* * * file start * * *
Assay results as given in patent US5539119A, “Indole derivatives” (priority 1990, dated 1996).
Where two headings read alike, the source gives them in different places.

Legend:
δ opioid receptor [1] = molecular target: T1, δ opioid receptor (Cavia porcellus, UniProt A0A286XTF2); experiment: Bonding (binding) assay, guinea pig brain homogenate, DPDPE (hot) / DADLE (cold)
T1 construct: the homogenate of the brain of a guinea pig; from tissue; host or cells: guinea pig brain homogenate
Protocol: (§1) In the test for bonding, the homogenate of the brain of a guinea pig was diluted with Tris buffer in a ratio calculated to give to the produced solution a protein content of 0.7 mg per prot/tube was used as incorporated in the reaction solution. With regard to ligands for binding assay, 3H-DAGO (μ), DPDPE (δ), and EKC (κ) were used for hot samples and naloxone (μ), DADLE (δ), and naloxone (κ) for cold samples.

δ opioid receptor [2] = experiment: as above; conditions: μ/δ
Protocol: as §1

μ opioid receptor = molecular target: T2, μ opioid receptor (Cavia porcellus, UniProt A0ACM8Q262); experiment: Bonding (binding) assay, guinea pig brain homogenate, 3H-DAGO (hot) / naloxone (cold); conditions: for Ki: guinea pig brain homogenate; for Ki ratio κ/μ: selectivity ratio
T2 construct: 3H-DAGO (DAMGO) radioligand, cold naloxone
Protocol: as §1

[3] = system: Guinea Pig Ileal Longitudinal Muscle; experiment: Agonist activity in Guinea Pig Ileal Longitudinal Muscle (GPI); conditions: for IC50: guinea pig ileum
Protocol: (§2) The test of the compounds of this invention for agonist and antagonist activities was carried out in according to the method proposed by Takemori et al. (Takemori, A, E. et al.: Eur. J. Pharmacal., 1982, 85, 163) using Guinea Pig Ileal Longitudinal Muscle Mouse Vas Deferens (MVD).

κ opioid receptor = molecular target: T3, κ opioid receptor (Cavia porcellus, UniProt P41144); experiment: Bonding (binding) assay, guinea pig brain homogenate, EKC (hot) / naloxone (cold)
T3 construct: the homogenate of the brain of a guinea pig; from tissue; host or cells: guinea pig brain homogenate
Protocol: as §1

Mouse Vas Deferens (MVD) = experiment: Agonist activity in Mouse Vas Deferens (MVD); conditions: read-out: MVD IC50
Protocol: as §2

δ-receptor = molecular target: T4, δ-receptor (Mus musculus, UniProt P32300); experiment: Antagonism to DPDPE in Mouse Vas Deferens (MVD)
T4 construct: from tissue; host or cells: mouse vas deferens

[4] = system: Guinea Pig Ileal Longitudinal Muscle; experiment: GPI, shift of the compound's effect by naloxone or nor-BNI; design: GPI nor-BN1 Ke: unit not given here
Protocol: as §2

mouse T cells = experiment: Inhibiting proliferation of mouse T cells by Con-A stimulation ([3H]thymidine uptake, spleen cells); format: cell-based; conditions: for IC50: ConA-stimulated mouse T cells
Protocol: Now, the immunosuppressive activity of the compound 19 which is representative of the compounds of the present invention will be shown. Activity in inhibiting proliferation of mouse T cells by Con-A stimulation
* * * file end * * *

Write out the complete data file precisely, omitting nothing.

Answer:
Assay results as given in patent US5539119A, “Indole derivatives” (priority 1990, dated 1996).
Where two headings read alike, the source gives them in different places.

Legend:
δ opioid receptor [1] = molecular target: T1, δ opioid receptor (Cavia porcellus, UniProt A0A286XTF2); experiment: Bonding (binding) assay, guinea pig brain homogenate, DPDPE (hot) / DADLE (cold)
T1 construct: the homogenate of the brain of a guinea pig; from tissue; host or cells: guinea pig brain homogenate
Protocol: (§1) In the test for bonding, the homogenate of the brain of a guinea pig was diluted with Tris buffer in a ratio calculated to give to the produced solution a protein content of 0.7 mg per prot/tube was used as incorporated in the reaction solution. With regard to ligands for binding assay, 3H-DAGO (μ), DPDPE (δ), and EKC (κ) were used for hot samples and naloxone (μ), DADLE (δ), and naloxone (κ) for cold samples.

δ opioid receptor [2] = experiment: as above; conditions: μ/δ
Protocol: as §1

μ opioid receptor = molecular target: T2, μ opioid receptor (Cavia porcellus, UniProt A0ACM8Q262); experiment: Bonding (binding) assay, guinea pig brain homogenate, 3H-DAGO (hot) / naloxone (cold); conditions: for Ki: guinea pig brain homogenate; for Ki ratio κ/μ: selectivity ratio
T2 construct: 3H-DAGO (DAMGO) radioligand, cold naloxone
Protocol: as §1

[3] = system: Guinea Pig Ileal Longitudinal Muscle; experiment: Agonist activity in Guinea Pig Ileal Longitudinal Muscle (GPI); conditions: for IC50: guinea pig ileum
Protocol: (§2) The test of the compounds of this invention for agonist and antagonist activities was carried out in according to the method proposed by Takemori et al. (Takemori, A, E. et al.: Eur. J. Pharmacal., 1982, 85, 163) using Guinea Pig Ileal Longitudinal Muscle Mouse Vas Deferens (MVD).

κ opioid receptor = molecular target: T3, κ opioid receptor (Cavia porcellus, UniProt P41144); experiment: Bonding (binding) assay, guinea pig brain homogenate, EKC (hot) / naloxone (cold)
T3 construct: the homogenate of the brain of a guinea pig; from tissue; host or cells: guinea pig brain homogenate
Protocol: as §1

Mouse Vas Deferens (MVD) = experiment: Agonist activity in Mouse Vas Deferens (MVD); conditions: read-out: MVD IC50
Protocol: as §2

δ-receptor = molecular target: T4, δ-receptor (Mus musculus, UniProt P32300); experiment: Antagonism to DPDPE in Mouse Vas Deferens (MVD)
T4 construct: from tissue; host or cells: mouse vas deferens

[4] = system: Guinea Pig Ileal Longitudinal Muscle; experiment: GPI, shift of the compound's effect by naloxone or nor-BNI; design: GPI nor-BN1 Ke: unit not given here
Protocol: as §2

mouse T cells = experiment: Inhibiting proliferation of mouse T cells by Con-A stimulation ([3H]thymidine uptake, spleen cells); format: cell-based; conditions: for IC50: ConA-stimulated mouse T cells
Protocol: Now, the immunosuppressive activity of the compound 19 which is representative of the compounds of the present invention will be shown. Activity in inhibiting proliferation of mouse T cells by Con-A stimulation